On June 21, 2021, in United States v. Arthrex, the United States Supreme Court ruled that Patent Trial & Appeal Board (“PTAB”) Administrative Patent Judges (“APJs”) are unconstitutionally appointed because they effectively wield the power of principal officers while being appointed as inferior officers. 594 U.S. ____ (2021).
The primary question before the Supreme Court was whether APJs, who have the authority to conduct adversarial proceedings and issue decisions regarding the validity of patents, are principal officers or inferior officers. Under the Appointments Clause, U.S. Const. Art. II, § 2, Cl. 2., principal officers must be appointed by the President with the advice and consent of the Senate. Inferior officers may be appointed by the President or by a department head, without Senate approval.
The United States Patent & Trademark Office (“USPTO”) is an executive agency within the Department of Commerce, and the PTAB is therefore an executive adjudicatory body. Only the Director of the USPTO is a principal officer. APJs are inferior officers whom the Secretary of Commerce (a department head) appoints. APJs whose appointments qualify them as inferior officers cannot have the authority of a principal officer without violating the Constitution.
Under the patent statute, Title 35, APJs can adjudicate patent validity. Only APJs can grant rehearing on their decisions regarding patent validity. 35 USC §6(c). As a result, as the statute is written, APJ decisions effectively are not subject to review by the Director of the USPTO.
In October 2019, the Court of Appeals for the Federal Circuit (“CAFC”) held that APJs were unconstitutionally appointed because they were acting as principal officers with too much power independent from the Director of the USPTO. To resolve the issue of unconstitutional appointment, the CAFC deleted part of the pertinent statute (35 USC §3(c)) to take officers of the USPTO out of the provisions of Title 5 and effectively make them at-will employees, thereby reducing the independence of APJs sufficiently to make them inferior officers.
Like the CAFC, the Supreme Court also decided that APJs were functioning as unconstitutionally appointed principal officers rather than properly appointed inferior officers. The Supreme Court held that “the unreviewable executive power exercised by APJs is incompatible with their status as inferior officers.” Ultimately, however, the Supreme Court vacated the CAFC’s decision, finding the CAFC’s remedy of severing the statute to provide at will removal of APJs unsatisfactory. The Supreme Court stated that whether “at-will removal by the Secretary would cure the constitutional problem, review by the Director better reflects the structure of supervision within the PTO and the nature of APJs’ duties.” With respect to the statute itself, the Supreme Court identified 35 U. S. C. §6(c) as “unenforceable as applied to the Director insofar as it prevents the Director from reviewing the decisions of the PTAB on his own.” The Supreme Court stated that in order for this provision to be constitutional, “[t]he Director may engage in such review and reach his own decision.”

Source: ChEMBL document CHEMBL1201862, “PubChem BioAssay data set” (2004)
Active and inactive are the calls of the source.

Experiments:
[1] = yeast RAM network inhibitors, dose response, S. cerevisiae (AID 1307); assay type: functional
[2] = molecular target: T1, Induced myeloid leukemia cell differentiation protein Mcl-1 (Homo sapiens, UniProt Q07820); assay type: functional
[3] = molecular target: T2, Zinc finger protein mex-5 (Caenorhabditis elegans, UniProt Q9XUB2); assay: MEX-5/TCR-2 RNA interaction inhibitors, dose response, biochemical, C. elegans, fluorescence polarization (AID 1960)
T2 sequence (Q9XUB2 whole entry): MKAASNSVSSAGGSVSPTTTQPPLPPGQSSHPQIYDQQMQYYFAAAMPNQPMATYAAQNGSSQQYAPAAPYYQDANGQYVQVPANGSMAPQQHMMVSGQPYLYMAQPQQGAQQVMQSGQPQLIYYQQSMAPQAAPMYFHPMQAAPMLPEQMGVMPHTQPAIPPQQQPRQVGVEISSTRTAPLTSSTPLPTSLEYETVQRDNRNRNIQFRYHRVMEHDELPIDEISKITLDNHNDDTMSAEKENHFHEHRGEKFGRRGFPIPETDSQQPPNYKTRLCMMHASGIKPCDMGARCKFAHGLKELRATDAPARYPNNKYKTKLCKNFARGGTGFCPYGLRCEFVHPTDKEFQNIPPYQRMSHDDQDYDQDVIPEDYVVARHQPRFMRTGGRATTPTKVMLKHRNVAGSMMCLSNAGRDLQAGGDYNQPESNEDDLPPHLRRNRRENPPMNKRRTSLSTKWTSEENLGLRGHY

The Supreme Court concluded that “the exercise of executive power by inferior officers must at some level be subject to the direction and supervision of an officer nominated by the President and confirmed by the Senate.” The Supreme Court held that the Director need not review every decision of the PTAB. “What matters is that the Director have the discretion to review decisions rendered by APJs. In this way, the President remains responsible for the exercise of executive power—and through him, the exercise of executive power remains accountable to the people.”
The Supreme Court effectively acknowledged the impractical reality that the Director cannot personally review the hundreds of decisions that the PTAB issues each year, to decide which decisions to rehear. Apparently, it will be left to the Director to decide how that will be done. For now, there is no mechanism in place for patent owners or patent challengers to request that the Director review a final PTAB decision.
The Supreme Court decision appears to be part of an effort to maintain status quo at the PTAB. As a practical matter, with the recent change in presidential administration, the current USPTO Director is an Acting Director from within the USPTO, not appointed by the President with the advice and consent of the Senate. The constitutional infirmity that both the CAFC and the Supreme Court identified will continue until the President appoints a Director, and the Senate confirms the appointment. An inferior officer of the USPTO will hold the power to review the decisions of other inferior officers.